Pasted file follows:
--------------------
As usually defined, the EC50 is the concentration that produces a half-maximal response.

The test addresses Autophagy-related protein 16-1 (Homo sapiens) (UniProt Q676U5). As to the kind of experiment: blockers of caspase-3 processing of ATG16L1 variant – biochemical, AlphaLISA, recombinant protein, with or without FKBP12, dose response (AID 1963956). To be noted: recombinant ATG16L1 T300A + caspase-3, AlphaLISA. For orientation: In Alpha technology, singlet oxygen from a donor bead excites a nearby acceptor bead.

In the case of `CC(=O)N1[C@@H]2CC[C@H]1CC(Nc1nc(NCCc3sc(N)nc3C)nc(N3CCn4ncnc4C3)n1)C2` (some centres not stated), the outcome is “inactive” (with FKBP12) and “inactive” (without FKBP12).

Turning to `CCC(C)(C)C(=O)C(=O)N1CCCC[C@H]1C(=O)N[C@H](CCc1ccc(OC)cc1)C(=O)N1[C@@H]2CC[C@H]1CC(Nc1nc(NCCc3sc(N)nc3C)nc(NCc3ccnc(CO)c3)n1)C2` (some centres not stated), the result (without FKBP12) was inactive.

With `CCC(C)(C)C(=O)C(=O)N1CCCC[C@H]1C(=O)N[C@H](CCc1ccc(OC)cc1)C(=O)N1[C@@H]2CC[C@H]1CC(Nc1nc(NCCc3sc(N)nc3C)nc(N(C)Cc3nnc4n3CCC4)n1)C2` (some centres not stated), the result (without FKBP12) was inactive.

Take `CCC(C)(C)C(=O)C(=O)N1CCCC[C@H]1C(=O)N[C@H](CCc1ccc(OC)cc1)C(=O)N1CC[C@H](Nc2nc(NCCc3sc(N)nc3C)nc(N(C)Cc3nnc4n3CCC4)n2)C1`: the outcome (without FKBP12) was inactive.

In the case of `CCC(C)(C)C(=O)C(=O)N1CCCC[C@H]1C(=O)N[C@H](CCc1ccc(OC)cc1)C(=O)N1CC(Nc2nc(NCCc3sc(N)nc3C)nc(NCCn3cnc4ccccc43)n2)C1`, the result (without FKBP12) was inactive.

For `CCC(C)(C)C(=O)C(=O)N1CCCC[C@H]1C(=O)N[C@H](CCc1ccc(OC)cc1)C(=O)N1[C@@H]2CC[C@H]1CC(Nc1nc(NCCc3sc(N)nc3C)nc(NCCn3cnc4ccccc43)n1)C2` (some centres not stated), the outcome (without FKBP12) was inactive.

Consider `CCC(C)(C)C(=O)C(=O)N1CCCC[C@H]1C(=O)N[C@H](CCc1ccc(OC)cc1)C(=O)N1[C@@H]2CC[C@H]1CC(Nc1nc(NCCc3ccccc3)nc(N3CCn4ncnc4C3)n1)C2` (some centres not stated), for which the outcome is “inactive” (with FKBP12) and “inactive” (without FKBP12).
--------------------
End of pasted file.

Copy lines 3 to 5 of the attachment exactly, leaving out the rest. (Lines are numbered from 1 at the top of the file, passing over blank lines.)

In the case of `CC(=O)N1[C@@H]2CC[C@H]1CC(Nc1nc(NCCc3sc(N)nc3C)nc(N3CCn4ncnc4C3)n1)C2` (some centres not stated), the outcome is “inactive” (with FKBP12) and “inactive” (without FKBP12).

Turning to `CCC(C)(C)C(=O)C(=O)N1CCCC[C@H]1C(=O)N[C@H](CCc1ccc(OC)cc1)C(=O)N1[C@@H]2CC[C@H]1CC(Nc1nc(NCCc3sc(N)nc3C)nc(NCc3ccnc(CO)c3)n1)C2` (some centres not stated), the result (without FKBP12) was inactive.

With `CCC(C)(C)C(=O)C(=O)N1CCCC[C@H]1C(=O)N[C@H](CCc1ccc(OC)cc1)C(=O)N1[C@@H]2CC[C@H]1CC(Nc1nc(NCCc3sc(N)nc3C)nc(N(C)Cc3nnc4n3CCC4)n1)C2` (some centres not stated), the result (without FKBP12) was inactive.